Your recruitment team could be hiding the secret to improving your CX

In the world of retail, mountains of investment go into polishing customer experiences. The idea is if everyone you touch leaves with a positive feeling about your brand, that will result in more money spent at the checkout counter. It’s not only logical, it’s been proven to work. 

A recent McKinsey study claims a 10-per-cent improvement in customer experience results in a 10-per-cent increase in revenue. But here’s the clincher: in the retail sector, the vast majority of your recruitment candidates are ALSO CUSTOMERS.

That means a great customer experience starts with a great candidate experience. Or put in a more sobering frame, a poor candidate experience is a poor customer experience.

A few years ago, Virgin Media decided to test this assumption. They found that from 123,000 rejected candidates each year, 6 per cent were cancelling their monthly Virgin Media subscription. That equates to about 7500 cancellations – about £4.4million per year. By reframing recruitment experience as an opportunity for customer retention, Virgin actually turned those losses into a £9.7million sales improvement. I mean, that’s a good day at the office, right?

We spend a lot of time talking about efficiency in business – breaking down silos, improving cross-department collaboration, making sure all parts are working together to create consistently great offerings.

This shared outcome – candidate/customer experience – is a great example of that efficiency in action. Recruitment and talent managers are in an awesomely privileged position in this equation. The people they talk to everyday are not just the ones who keep your business moving, they’re also the people who shop in your stores too. Finding little ways to make engagement with these people smoother can enhance your recruiting process while also making sure the impact you’re having on them as customers is a positive one.

Learn from the industry leaders:

Here are a few practical start points to consider:

  1. Do your top-of-funnel touchpoints complement the in-store experience?

If you had to boil down the feeling customers get when they walk into your stores to one or two key messages, what would they be? At Target Australia, it might be “People go out of their way to be helpful here”. Now think about where candidates have their first interaction with you – your careers site or maybe your job ads and application form. Are these touch points reinforcing that same message? Target does this really nicely on their career site by making their application process an inclusive, helpful one.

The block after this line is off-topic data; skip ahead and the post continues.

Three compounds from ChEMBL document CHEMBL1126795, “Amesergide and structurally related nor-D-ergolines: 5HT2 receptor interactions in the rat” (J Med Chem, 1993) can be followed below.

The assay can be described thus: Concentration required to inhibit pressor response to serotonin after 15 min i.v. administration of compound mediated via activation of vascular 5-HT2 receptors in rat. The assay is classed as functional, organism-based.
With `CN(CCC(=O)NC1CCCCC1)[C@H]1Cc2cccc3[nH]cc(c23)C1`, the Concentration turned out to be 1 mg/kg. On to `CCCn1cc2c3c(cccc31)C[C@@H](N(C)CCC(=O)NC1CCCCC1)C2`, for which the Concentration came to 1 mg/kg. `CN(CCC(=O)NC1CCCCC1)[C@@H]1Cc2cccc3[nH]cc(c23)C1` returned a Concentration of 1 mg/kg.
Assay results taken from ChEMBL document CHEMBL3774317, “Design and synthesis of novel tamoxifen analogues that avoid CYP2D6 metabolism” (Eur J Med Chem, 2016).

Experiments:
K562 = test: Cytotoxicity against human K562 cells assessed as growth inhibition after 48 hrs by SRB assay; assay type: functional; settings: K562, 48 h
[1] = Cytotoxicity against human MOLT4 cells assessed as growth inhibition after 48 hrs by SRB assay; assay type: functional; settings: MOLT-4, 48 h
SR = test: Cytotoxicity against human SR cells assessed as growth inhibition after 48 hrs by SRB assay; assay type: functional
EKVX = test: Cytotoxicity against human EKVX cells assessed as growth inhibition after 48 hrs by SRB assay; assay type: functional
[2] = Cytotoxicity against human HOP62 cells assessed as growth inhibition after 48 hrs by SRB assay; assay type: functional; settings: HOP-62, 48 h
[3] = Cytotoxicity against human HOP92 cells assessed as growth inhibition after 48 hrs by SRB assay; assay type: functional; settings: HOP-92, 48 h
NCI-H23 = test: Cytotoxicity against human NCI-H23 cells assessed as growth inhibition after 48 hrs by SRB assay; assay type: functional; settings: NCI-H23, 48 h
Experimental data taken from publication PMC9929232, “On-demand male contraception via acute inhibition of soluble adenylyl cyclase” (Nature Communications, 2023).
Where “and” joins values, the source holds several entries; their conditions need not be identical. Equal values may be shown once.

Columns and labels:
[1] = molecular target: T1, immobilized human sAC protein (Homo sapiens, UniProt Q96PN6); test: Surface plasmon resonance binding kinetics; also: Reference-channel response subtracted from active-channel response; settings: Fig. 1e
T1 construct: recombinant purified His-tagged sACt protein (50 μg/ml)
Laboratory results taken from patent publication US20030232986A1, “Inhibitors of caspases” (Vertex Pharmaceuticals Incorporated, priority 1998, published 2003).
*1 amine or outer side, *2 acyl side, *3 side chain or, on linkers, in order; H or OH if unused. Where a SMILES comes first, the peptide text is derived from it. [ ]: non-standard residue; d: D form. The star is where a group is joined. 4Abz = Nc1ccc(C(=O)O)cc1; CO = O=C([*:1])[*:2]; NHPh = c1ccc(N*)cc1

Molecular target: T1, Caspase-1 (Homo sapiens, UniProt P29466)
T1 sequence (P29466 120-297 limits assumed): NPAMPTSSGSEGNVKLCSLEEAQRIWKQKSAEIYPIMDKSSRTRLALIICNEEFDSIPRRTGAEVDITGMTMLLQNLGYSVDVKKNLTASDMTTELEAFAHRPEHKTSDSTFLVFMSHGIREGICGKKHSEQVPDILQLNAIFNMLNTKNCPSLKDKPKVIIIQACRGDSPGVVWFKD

1. You measure your customer experience, but do you measure your candidate experience? 

Data is fun. But let’s face it, putting numbers around candidate experience can be pretty tricky. To justify spending on your recruiting experience, you really have to find a way to measure it. The team at Flybuys use Weirdly’s NXS feature to do just that. You can automatically collect hard data measuring your candidate experience. Alternatively, you can look into adding an existing marketing-style NPS to your process.

  1. How do you say no?

Some 48 per cent of candidates list “waiting to hear back from a potential employer” as their number one pain point. If your people are fielding large volumes of applicants, that’s a helluva lot of people associating anxious or nervous feelings with your brand. We all know rejection can be hard, but uncertainty is much worse. Ultimately it boils down to thinking about how you’d like your kid to be treated if they were applying for a job in one of your stores. 

Keren Phillips is a co-founder and VP marketing at Weirdly. Weirdly’s recruiting software solves one of the most expensive and painful problems for large retailers like Kmart, Target and Vodafone: finding the best frontline staff, fast, within tight budgets. 

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